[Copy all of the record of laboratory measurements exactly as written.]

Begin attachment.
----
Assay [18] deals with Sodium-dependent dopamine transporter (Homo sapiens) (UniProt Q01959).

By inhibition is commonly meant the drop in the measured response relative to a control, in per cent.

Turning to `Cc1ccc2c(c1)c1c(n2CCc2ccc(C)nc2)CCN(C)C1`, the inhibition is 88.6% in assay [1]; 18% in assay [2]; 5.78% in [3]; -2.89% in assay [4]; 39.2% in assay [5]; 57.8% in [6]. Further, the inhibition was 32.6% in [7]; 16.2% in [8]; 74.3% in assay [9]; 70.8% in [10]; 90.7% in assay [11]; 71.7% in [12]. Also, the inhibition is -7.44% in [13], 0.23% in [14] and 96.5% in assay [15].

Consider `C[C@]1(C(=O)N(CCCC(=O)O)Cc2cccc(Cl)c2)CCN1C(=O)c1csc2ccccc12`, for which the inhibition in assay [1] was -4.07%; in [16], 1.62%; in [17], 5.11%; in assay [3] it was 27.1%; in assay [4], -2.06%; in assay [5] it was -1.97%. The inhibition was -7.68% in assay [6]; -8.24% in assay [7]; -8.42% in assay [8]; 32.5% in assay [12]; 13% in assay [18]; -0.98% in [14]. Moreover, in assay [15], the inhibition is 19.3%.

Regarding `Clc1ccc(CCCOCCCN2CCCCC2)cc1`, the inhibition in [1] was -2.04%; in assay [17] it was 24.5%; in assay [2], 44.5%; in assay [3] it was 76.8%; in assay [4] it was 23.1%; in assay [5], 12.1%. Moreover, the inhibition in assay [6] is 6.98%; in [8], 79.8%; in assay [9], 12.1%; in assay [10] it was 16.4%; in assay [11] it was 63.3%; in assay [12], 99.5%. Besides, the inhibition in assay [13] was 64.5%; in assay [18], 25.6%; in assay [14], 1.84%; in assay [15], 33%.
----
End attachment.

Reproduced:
Assay [18] deals with Sodium-dependent dopamine transporter (Homo sapiens) (UniProt Q01959).

By inhibition is commonly meant the drop in the measured response relative to a control, in per cent.

Turning to `Cc1ccc2c(c1)c1c(n2CCc2ccc(C)nc2)CCN(C)C1`, the inhibition is 88.6% in assay [1]; 18% in assay [2]; 5.78% in [3]; -2.89% in assay [4]; 39.2% in assay [5]; 57.8% in [6]. Further, the inhibition was 32.6% in [7]; 16.2% in [8]; 74.3% in assay [9]; 70.8% in [10]; 90.7% in assay [11]; 71.7% in [12]. Also, the inhibition is -7.44% in [13], 0.23% in [14] and 96.5% in assay [15].

Consider `C[C@]1(C(=O)N(CCCC(=O)O)Cc2cccc(Cl)c2)CCN1C(=O)c1csc2ccccc12`, for which the inhibition in assay [1] was -4.07%; in [16], 1.62%; in [17], 5.11%; in assay [3] it was 27.1%; in assay [4], -2.06%; in assay [5] it was -1.97%. The inhibition was -7.68% in assay [6]; -8.24% in assay [7]; -8.42% in assay [8]; 32.5% in assay [12]; 13% in assay [18]; -0.98% in [14]. Moreover, in assay [15], the inhibition is 19.3%.

Regarding `Clc1ccc(CCCOCCCN2CCCCC2)cc1`, the inhibition in [1] was -2.04%; in assay [17] it was 24.5%; in assay [2], 44.5%; in assay [3] it was 76.8%; in assay [4] it was 23.1%; in assay [5], 12.1%. Moreover, the inhibition in assay [6] is 6.98%; in [8], 79.8%; in assay [9], 12.1%; in assay [10] it was 16.4%; in assay [11] it was 63.3%; in assay [12], 99.5%. Besides, the inhibition in assay [13] was 64.5%; in assay [18], 25.6%; in assay [14], 1.84%; in assay [15], 33%.